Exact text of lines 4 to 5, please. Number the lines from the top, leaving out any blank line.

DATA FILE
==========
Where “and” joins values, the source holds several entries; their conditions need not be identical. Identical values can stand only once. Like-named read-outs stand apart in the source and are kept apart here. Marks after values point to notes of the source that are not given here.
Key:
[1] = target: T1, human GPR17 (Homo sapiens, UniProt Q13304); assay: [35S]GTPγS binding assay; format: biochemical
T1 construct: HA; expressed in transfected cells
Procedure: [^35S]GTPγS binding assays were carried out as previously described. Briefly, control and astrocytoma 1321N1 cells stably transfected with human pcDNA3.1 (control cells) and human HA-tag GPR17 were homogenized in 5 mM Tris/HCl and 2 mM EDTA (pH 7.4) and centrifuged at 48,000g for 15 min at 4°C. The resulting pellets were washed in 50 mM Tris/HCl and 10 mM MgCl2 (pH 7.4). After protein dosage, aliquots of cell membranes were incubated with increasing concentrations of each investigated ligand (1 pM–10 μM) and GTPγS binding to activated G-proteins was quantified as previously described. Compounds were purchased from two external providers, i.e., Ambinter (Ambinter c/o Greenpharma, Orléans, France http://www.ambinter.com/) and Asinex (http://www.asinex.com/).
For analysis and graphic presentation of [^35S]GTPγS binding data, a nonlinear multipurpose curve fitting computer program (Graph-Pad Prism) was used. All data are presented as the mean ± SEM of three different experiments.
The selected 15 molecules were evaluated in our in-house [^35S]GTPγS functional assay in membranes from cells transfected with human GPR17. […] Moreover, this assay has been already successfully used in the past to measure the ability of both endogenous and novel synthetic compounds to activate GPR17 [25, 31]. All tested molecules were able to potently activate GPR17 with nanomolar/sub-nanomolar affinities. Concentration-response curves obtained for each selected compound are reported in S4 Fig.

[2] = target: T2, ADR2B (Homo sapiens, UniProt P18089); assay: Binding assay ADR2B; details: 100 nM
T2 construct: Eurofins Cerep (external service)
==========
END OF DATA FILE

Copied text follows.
T1 construct: HA; expressed in transfected cells
Procedure: [^35S]GTPγS binding assays were carried out as previously described. Briefly, control and astrocytoma 1321N1 cells stably transfected with human pcDNA3.1 (control cells) and human HA-tag GPR17 were homogenized in 5 mM Tris/HCl and 2 mM EDTA (pH 7.4) and centrifuged at 48,000g for 15 min at 4°C. The resulting pellets were washed in 50 mM Tris/HCl and 10 mM MgCl2 (pH 7.4). After protein dosage, aliquots of cell membranes were incubated with increasing concentrations of each investigated ligand (1 pM–10 μM) and GTPγS binding to activated G-proteins was quantified as previously described. Compounds were purchased from two external providers, i.e., Ambinter (Ambinter c/o Greenpharma, Orléans, France http://www.ambinter.com/) and Asinex (http://www.asinex.com/).